About the Project
Regarded as the King of Latin Soul, Joe Bataan is an artist/songwriter known for fusing Latin and Soul music to create a sound that, beginning in the 1960s, transcended the boundaries of race and culture. Joe Bataan is himself a fusion: African-American, Filipino, and honorary Latino.
Bataan’s uniquely American story is about immigration, integration and assimilation. Born to an African-American mother and a Filipino father Joe was raised in Spanish Harlem, a Latino neighborhood primarily made up of Puerto Ricans and Cubans. Joe is not a Latino, but he easily “passed” because he looked like everybody else in the neighborhood and no one questioned it until much later in his musical career.
During his adolescent years in the 1950s, East Harlem streets were filled with music. Doo-wop was at its prime and for the children of East Harlem music was the most accessible form of pleasure, more so than books. There were no formal rehearsal studios – street tunnels and building roof tops and hallways were popular hangouts for kids to practice their songs.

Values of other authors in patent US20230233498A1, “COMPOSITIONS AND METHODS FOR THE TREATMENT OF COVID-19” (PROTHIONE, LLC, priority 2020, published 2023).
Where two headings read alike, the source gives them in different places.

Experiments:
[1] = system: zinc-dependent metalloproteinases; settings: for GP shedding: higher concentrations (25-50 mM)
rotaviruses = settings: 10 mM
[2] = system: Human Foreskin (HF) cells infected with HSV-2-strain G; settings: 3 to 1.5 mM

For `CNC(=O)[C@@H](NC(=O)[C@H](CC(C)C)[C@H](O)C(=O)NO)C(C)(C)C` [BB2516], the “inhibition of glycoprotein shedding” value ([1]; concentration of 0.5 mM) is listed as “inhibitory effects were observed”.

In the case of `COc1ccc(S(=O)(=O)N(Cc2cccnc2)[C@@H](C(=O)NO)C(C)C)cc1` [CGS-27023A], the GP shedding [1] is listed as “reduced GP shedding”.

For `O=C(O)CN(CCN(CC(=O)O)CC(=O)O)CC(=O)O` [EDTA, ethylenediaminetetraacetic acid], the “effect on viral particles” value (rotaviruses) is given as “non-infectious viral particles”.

Joe and his peers were encouraged to excel at sports or music as a way to break the cycle of poverty. But music and sports were not enough for him. He joined a street gang, becoming the leader of the Dragons. During his time as a gang member, Joe was sent to prison for a stolen vehicle for five years where he learned to formally read music.
In 1967, Joe was released from jail. This was during the Civil Rights era when prominent African-American leaders such as Malcolm X, Rosa Parks, Martin Luther King Jr. and militant groups like the Young Lords and the Black Panthers were fighting against discrimination. The time was ripe for all types of expressions including the ‘Boogaloo’, a musical fusion of Afro-Cuban beats with English lyrics breaking away from traditional Latin music. It was the Latino-American equivalent of punk rock music.
At 72 Joe Bataan continues to improvise his music, style, and way of life. "The King Of Latin Soul" (working title) is a documentary that will take us through Joe Bataan's inspiring and transformative life story. We’ll see how his influence on this enclave of New York City can be used to understand the broader concepts of intersectionality and why he is known as the King of Latin Soul.